This is the first time I had seen the annual Qeswachaka Inca Rope Bridge festivities with my own eyes, so I thought I would blog something and add some photos to our Facebook page for you to enjoy. This rope bridge stretches 35 meters across the Apurimac river in the remote Canas region, some 160 km from Cusco. It is made entirely from grass and is strong enough for several people to cross at once. As you can see, thankfully we got across without it breaking, but it does twist and sway about quite a bit, which is a little unnerving, and not for vertigo sufferers I would suggest!
The word Q’eswachaka is formed from two Quechua words: Q’eswa meaning “to braid” and Chaka meaning “bridge”. This bridge is built in a traditional Inca way from a local tough grass called q’oya, and involves around 700 local people weaving over 35 kilometers of said grass. The materials have never changed and the construction techniques have been passed down from generation to generation since the first bridge was built in the 15th century.
Malka and I visited on the final day (the second Sunday in June), when people are first allowed to cross the new bridge. Hundreds of people are celebrating with dancing, drunken speeches, diabolical music and weird singing, and plenty of eating and drinking (especially drinking!). As you can see from the photo, it is a real spectacle and an assault on all the senses.
Next year, the plan is to go on the first of the four days to see the bridge being built from scratch … and see the old one discarded. As you can see, they throw the old one into the river and as it is just grass, it degrades naturally. It is not easy to witness such authentic festivals when you travel, even here in Peru where people cling to their traditions much more than in many other parts of the world. You have to put in the effort and travel deep into the countryside, but the rewards are amazing. My wife is from Cusco and even she was very excited to be in the midst of such a traditional spectacle.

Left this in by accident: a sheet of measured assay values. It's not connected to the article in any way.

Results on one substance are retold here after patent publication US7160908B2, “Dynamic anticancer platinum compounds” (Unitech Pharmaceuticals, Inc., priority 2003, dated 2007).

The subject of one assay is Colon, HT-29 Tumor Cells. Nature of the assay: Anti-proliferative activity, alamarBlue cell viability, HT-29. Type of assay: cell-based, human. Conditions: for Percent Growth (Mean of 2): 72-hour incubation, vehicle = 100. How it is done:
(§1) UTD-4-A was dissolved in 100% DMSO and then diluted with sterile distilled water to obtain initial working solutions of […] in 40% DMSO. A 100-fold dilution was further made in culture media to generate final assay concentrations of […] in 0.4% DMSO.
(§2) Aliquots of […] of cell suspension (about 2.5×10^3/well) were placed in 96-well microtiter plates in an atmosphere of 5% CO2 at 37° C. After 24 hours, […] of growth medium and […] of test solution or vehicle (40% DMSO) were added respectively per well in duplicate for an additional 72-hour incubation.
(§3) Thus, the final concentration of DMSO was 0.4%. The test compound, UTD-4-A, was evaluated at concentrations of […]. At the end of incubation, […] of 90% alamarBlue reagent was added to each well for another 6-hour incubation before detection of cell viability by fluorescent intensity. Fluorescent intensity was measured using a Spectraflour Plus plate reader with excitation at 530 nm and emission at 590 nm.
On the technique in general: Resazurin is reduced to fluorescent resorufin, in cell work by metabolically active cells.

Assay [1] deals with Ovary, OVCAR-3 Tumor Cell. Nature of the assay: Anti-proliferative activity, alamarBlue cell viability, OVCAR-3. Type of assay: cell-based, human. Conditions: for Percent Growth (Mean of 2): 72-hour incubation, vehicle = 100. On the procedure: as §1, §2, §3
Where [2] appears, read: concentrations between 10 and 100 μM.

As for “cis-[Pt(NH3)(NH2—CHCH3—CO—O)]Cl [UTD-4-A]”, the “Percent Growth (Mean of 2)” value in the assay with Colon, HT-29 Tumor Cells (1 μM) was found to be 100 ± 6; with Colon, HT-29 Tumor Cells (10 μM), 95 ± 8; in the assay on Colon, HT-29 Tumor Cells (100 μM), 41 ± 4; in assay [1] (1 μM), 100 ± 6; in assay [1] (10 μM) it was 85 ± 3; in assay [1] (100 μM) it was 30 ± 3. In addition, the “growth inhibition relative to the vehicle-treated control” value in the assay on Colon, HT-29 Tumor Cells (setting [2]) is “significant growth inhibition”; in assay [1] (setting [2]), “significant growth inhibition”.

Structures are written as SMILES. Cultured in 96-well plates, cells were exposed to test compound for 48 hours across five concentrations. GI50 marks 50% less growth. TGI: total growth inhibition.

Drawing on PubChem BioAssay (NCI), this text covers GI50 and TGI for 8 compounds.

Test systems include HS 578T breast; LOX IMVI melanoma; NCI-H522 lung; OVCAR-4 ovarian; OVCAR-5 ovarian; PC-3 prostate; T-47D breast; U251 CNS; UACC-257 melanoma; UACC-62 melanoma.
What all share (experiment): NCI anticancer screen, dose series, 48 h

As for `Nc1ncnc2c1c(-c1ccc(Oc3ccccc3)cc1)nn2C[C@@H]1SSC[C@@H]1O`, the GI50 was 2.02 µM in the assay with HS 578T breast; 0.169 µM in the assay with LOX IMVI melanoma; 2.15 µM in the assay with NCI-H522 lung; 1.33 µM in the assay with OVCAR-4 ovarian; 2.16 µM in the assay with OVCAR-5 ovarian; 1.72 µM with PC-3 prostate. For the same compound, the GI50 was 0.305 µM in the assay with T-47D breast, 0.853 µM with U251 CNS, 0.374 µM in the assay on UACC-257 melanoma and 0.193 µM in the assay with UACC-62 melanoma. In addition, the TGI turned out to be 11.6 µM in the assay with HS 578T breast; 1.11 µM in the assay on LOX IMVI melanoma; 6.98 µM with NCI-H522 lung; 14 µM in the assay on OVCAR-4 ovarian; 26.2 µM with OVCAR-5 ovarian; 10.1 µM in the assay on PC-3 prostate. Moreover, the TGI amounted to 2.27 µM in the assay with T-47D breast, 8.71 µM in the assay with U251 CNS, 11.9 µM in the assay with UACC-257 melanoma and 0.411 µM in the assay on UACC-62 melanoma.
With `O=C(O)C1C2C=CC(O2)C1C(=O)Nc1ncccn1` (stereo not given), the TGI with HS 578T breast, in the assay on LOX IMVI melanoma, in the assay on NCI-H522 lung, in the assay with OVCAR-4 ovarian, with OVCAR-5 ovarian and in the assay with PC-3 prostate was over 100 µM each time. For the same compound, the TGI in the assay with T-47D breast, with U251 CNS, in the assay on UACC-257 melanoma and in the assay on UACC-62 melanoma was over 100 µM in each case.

The three and a half-hour drive to Qeswachaka is also a real experience. Very soon after leaving Cusco on the main road to Puno, the more commercial side of Peru evaporates and it feels like a step back in time. I have lived here for over 15 years but still get a kick out of the rich cultural heritage of this region.
As it was Sunday, a market day, many local people were dressed in their traditional clothes and were herding animals along the roadside, or in vehicles. In Combapata – where you make the turn to head up into the mountains – we literally had to drive through a cattle and pig market, as the main road was closed with market stalls! The route over the top of the highland area is breathtaking: wonderful vistas, lakes, mountains, and small remote villages. We got lost and stopped to ask for directions. The first two people we spoke to didn’t speak Spanish – only Quechua, the ancient Inca language!
If you are planning to come to Peru, there are many such festivals you can attend. So if you have a particular interest in such events, let us know early as they take some planning. But as you can see, they are well worth the effort.